In Japan, "tea" is commonly green tea.
Unlike black tea, Japanese green tea is made by steaming the picked leaves and blocking the fermentation of the leaves. So the leaf of tea is dark green and drawn tea is green or yellow.
Green tea is slightly bitter, but we never add sugar or milk when we drink it.
At tea break, Japanese people drink not only coffee or black tea but
also green tea, of course.
Additionally Japanese people drink the tea, after meal or during the desk work.
Plastic bottles of green tea are bought very well, and many people satisfy their thirst with green tea whenever and wherever they wanted.
When a guest visit us, we make a cup of tea for the guest first.
It is one of the customs of hospitality.
This custom is done at most Japanese restaurants and ryokans.
When you go into a restaurant, a waiter/waitress brings a cup of tea (or water) for you first.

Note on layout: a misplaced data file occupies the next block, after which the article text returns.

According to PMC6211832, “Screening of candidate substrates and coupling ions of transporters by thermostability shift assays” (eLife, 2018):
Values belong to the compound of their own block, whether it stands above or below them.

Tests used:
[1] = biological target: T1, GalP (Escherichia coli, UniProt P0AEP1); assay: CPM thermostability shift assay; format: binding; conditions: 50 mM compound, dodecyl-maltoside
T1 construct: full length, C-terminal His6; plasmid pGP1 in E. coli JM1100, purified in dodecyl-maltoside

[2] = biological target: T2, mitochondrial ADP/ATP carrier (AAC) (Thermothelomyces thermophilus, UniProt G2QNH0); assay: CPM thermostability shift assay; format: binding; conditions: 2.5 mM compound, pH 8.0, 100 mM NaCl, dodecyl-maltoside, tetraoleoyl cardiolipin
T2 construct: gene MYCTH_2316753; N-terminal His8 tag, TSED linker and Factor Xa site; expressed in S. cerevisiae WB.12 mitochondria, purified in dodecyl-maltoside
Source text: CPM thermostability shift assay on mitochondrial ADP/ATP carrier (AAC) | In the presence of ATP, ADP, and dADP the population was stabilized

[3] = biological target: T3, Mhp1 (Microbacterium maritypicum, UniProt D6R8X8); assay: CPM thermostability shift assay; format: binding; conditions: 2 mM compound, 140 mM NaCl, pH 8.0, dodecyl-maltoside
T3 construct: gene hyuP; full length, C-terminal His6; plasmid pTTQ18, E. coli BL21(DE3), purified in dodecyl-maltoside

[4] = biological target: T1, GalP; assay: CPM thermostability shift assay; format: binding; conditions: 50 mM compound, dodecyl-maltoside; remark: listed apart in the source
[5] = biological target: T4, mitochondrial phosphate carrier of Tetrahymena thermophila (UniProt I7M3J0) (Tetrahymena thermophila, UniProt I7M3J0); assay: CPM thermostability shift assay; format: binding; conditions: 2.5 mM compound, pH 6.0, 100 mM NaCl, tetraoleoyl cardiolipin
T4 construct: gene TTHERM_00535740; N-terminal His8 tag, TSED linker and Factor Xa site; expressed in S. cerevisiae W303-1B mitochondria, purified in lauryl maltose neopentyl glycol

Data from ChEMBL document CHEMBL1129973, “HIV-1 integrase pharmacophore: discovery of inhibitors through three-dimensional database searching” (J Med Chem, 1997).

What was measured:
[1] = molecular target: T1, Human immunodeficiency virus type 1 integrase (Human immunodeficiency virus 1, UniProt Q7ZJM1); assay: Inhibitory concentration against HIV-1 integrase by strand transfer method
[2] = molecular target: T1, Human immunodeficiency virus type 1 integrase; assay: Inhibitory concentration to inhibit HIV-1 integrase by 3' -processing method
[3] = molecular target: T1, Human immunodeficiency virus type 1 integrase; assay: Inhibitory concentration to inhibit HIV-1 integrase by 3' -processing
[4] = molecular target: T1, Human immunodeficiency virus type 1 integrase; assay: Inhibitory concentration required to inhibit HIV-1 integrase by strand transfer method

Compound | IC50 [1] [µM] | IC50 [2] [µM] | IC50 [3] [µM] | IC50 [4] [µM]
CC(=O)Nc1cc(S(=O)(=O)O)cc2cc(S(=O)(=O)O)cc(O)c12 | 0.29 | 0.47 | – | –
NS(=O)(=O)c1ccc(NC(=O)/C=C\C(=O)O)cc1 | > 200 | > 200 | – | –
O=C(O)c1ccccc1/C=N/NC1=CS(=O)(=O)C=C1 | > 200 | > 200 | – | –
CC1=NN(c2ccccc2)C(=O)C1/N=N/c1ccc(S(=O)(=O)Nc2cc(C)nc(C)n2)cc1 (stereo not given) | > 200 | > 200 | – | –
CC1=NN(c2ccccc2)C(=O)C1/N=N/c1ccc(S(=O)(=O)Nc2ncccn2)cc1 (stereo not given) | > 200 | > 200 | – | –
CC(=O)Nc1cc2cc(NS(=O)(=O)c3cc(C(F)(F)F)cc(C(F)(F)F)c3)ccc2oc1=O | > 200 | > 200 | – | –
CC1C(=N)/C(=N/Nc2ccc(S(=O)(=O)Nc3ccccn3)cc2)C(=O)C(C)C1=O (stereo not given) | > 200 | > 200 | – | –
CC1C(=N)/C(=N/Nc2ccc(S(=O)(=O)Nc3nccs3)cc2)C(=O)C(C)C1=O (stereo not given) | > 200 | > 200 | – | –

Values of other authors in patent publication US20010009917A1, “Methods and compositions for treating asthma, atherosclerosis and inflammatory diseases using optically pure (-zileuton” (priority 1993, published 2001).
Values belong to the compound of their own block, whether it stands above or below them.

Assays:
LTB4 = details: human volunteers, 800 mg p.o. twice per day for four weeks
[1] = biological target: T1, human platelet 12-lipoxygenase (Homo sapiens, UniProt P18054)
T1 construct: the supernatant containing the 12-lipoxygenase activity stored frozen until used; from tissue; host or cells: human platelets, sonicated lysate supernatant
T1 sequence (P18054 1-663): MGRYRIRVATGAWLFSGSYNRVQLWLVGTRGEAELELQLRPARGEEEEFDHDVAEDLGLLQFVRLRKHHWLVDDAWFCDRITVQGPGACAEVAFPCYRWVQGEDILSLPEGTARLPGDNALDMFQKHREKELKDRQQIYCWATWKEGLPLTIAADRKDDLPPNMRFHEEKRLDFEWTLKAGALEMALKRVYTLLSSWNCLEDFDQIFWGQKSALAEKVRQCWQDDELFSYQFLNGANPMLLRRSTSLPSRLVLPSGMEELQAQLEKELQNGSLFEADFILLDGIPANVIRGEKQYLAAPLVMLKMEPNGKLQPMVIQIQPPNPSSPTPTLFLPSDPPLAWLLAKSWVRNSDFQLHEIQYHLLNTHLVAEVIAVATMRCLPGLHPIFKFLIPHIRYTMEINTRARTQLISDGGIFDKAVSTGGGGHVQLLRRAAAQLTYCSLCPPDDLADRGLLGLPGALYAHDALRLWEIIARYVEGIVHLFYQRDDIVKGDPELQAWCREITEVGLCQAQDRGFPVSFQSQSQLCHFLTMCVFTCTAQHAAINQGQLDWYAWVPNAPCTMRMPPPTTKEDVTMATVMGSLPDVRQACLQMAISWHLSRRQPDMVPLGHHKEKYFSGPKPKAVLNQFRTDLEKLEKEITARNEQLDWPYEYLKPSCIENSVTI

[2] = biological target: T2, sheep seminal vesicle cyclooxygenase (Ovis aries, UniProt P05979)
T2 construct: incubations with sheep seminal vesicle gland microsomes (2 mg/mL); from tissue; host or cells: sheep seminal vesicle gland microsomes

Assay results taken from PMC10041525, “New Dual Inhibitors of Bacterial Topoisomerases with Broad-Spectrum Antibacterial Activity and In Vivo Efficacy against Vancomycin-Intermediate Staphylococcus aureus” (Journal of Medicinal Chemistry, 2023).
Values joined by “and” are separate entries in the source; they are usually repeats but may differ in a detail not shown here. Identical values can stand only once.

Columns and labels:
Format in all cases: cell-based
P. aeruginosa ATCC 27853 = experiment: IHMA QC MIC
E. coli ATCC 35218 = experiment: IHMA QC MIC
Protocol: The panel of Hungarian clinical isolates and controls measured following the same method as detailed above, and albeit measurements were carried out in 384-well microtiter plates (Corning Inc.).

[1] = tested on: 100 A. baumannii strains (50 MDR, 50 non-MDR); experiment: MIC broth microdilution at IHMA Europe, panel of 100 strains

When you are led to your room in a ryokan, the attendant serves a cup of tea for you first.
Of course, they are free service.
(Some restaurants say "Help yourself to drinks.")
But you shouldn't go into a restaurant only to drink the free tea.
"Sencha" is the classification of common Japanese tea and means brewed
When you travel in Japan, you can taste this at any restaurant, hotel or ryokan. It is commonly drunk at home.
Sencha is made of young tea leaves, but there is cheap "bancha" made of grown tea leaves. It tastes milder than common sencha.
By contralies, there is premium "gyokuro" that the tea leaves are grown carefully.
"Maccha" is powdered tea, and generally it is mainly served at tea
Unlike sencha, it is dissolved in hot water and is frothed with a small whisk made of bamboo.
It is bitter but feels creamy.
"Hojicha" is roasted the leaves of sencha.
Drawn hojicha has red-brown color like black tea. It tastes milder than sencha.
"Mugicha" is the tea made from roasted barley, not tea leaf.
Mugicha is usually served cold in summer. It is caffeine free.
Green Tea lovers : Weight Loss and Health Benefits of Green Tea. Website in US.